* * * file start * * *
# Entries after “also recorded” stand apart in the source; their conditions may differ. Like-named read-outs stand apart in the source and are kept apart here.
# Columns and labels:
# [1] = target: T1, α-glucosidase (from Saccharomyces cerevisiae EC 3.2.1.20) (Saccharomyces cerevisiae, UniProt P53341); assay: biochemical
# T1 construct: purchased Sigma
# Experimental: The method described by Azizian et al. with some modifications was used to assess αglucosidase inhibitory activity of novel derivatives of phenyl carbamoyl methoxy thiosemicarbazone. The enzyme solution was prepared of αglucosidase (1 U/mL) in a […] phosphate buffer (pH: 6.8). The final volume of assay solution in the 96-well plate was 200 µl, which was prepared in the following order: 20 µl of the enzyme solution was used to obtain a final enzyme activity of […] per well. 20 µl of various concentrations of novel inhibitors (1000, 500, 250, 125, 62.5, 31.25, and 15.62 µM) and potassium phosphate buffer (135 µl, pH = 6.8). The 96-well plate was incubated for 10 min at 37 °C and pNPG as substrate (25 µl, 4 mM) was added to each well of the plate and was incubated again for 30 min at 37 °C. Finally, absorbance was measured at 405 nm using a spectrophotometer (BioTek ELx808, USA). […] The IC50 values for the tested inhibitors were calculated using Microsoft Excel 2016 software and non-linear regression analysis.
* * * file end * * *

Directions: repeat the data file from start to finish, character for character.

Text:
# Entries after “also recorded” stand apart in the source; their conditions may differ. Like-named read-outs stand apart in the source and are kept apart here.
# Columns and labels:
# [1] = target: T1, α-glucosidase (from Saccharomyces cerevisiae EC 3.2.1.20) (Saccharomyces cerevisiae, UniProt P53341); assay: biochemical
# T1 construct: purchased Sigma
# Experimental: The method described by Azizian et al. with some modifications was used to assess αglucosidase inhibitory activity of novel derivatives of phenyl carbamoyl methoxy thiosemicarbazone. The enzyme solution was prepared of αglucosidase (1 U/mL) in a […] phosphate buffer (pH: 6.8). The final volume of assay solution in the 96-well plate was 200 µl, which was prepared in the following order: 20 µl of the enzyme solution was used to obtain a final enzyme activity of […] per well. 20 µl of various concentrations of novel inhibitors (1000, 500, 250, 125, 62.5, 31.25, and 15.62 µM) and potassium phosphate buffer (135 µl, pH = 6.8). The 96-well plate was incubated for 10 min at 37 °C and pNPG as substrate (25 µl, 4 mM) was added to each well of the plate and was incubated again for 30 min at 37 °C. Finally, absorbance was measured at 405 nm using a spectrophotometer (BioTek ELx808, USA). […] The IC50 values for the tested inhibitors were calculated using Microsoft Excel 2016 software and non-linear regression analysis.